capture reactions of great astrophysical interest for the
understanding of the neutrino flux from the sun (see for
example the discussion and references of ).17F is an-
other candidate for proton halo which is still under inves-
tigation both experimentally [14, 15, 16] as well as the-
oretically [17, 18, 19, 20]. Furthermore17F plays an im-
portant role in understanding explosive nucleo-synthesis
in X-ray bursts and novae, as it enters in the sequence
14O(α,p)17F(p,γ)18Ne(α,p)21Na, where cross sections are
The existence of a proton halo has sometimes been
questioned  and results from different experiments
might seem to be contradictory [22, 23]. Some of the
apparent discrepancies in experimental results and their
FIG. 1: (Colour online) Coordinate system.
analysis have been recently discussed and in large part
solved in Ref. .
This work is the extension to the proton breakup
problem of the formalism developed in  for neutron
breakup.Similar formulae to those of the neutron
breakup can be derived, since the Coulomb potential can
be written as
V (? r,?R) =
|?R − β1? r|
|?R + β2? r|
where Vc = ZcZte2, Vv = ZvZte2and V0 = (Zv +
Zc)Zte2. β1 and β2 are the mass ratios of proton and
core, respectively, to that of the projectile. The coordi-
nate system used in this paper is shown in Fig. 1. Fol-
lowing a procedure analogous to that of , where χ was
defined as χpert=1
?dteiωtV (? r,t), the Coulomb phase
?v(Vceiβ1ωz/vK0(ωbc/v) − V0K0(ωR⊥/v)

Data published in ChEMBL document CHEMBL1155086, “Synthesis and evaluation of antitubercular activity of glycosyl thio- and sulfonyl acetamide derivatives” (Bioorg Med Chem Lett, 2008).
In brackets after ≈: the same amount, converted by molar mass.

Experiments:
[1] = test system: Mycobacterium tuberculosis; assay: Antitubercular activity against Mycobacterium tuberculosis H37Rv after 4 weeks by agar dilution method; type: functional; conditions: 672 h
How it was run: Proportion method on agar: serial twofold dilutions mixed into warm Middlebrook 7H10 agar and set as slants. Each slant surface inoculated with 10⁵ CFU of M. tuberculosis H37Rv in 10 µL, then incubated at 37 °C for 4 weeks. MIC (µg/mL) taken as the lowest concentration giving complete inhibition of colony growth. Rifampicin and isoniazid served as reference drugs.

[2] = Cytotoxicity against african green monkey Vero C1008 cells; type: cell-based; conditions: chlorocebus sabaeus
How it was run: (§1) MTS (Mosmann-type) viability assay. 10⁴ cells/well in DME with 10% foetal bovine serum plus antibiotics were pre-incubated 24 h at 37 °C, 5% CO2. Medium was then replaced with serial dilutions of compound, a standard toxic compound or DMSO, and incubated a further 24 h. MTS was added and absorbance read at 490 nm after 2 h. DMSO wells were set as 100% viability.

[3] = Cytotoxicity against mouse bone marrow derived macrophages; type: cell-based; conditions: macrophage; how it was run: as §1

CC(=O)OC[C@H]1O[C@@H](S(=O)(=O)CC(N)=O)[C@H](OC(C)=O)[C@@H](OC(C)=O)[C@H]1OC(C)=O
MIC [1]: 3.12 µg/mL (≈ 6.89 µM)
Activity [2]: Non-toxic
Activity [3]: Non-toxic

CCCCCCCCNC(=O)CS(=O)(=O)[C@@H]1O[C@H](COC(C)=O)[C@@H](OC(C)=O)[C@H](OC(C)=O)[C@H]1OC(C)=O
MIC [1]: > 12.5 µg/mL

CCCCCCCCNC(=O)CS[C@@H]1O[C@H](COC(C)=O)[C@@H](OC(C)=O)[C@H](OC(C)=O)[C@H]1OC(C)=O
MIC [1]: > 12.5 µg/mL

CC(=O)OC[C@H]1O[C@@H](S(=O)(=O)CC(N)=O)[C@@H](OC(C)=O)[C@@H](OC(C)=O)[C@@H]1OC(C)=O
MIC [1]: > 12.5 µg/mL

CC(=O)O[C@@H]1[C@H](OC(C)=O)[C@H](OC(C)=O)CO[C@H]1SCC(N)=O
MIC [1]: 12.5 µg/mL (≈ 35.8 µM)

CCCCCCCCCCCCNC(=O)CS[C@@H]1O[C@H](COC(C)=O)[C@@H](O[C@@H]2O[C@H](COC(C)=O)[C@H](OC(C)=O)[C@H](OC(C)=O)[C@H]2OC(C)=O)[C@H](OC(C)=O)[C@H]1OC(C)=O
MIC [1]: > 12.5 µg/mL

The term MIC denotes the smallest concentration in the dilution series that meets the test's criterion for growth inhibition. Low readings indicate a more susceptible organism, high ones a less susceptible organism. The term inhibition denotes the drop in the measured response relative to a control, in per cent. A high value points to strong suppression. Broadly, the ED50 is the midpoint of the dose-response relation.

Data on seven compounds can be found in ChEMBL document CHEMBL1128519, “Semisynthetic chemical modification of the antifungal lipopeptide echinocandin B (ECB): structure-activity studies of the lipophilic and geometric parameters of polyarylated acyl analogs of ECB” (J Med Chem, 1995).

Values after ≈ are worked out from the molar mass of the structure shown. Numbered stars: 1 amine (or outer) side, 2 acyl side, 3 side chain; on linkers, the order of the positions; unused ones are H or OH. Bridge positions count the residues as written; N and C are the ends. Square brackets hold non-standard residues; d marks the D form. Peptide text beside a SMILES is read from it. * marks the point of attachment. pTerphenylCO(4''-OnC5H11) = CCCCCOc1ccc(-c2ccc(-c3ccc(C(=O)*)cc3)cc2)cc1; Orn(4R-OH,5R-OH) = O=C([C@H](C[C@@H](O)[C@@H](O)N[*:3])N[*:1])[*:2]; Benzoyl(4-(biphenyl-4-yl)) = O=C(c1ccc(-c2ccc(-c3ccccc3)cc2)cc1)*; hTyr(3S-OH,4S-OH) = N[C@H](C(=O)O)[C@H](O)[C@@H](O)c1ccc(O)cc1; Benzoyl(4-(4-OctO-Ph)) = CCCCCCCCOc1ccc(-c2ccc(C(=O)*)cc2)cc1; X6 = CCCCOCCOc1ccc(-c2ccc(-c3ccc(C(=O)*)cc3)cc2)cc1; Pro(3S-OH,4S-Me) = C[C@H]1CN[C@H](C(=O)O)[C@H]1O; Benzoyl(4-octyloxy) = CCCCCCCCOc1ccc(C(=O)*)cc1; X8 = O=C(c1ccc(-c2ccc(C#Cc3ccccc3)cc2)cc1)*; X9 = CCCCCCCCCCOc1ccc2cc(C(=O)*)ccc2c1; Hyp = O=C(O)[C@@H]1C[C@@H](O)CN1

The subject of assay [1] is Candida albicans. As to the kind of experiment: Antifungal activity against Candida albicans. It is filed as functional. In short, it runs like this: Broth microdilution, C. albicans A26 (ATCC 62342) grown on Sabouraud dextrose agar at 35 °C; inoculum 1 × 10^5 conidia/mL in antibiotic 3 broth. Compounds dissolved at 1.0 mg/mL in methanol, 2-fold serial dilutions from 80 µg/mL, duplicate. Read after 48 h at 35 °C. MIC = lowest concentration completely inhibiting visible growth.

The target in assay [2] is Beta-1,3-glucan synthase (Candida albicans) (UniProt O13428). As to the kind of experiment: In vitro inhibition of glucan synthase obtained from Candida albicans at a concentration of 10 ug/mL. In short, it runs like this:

for the proton is shown to be
with ω = (εf− ε0)/? and ε0is the neutron initial bound
state energy while εfis the final neutron-core continuum
energy. Since V0= Vc+ Vv, Eq. (2) can be written as
χp= χ(β1,Vc) + χ(−β2,Vv) (3)
χ(β,V ) =2V
eiβωz/vK0(ωb/v) − K0(ωR⊥/v)
The Coulomb phase Eq.(3) is therefore the sum of
two terms: one of them describes the recoil of the core
whereas the other accounts for the direct proton-target
Coulomb interaction. Of course, in the case of the neu-
tron the latter vanishes and the phase reduces to the one
derived in .
The expansion of Eq. (4) to first order in ? r yields the
dipole approximation to the phase:
which only differs from the neutron breakup case in the
different constant factor, which is now (Vcβ1− Vvβ2) in-
stead of V0β1of Ref. .
Our expression for the differential cross-section is
d?bc|Sct(bc)|2|grec+ gdir+ gnuc|2. (6)
where |Sct(bc)|2is the core-target elastic scattering prob-
ability discussed later. Such a form of the cross section
has been introduced for relativistic energy electromag-
netic excitations in Ref. where however a first or-
der perturbation theory amplitude was considered. It
has been derived in an eikonal approach to the halo-
projectile scattering [27, 28] and it has been widely used
also for normal projectiles in the case of peripheral re-
actions such as transfer and inelastic excitations .
Under the conditions that the core-target interaction is
mainly absorptive it has been re-obtained by Bertulani
in a relativistic approach to proton breakup . This
paper has also shown that relativistic corrections to dy-
namical approaches such as the continuum discretised
coupled channel method (CDCC) can increase the pro-
ton breakup cross section of as much as 15% at the inci-
dent energy of 250 A.MeV. Our formalism however fol-
lows closely Ref. where relativistic kinematics is easily
implemented and it has been used in the numerical cal-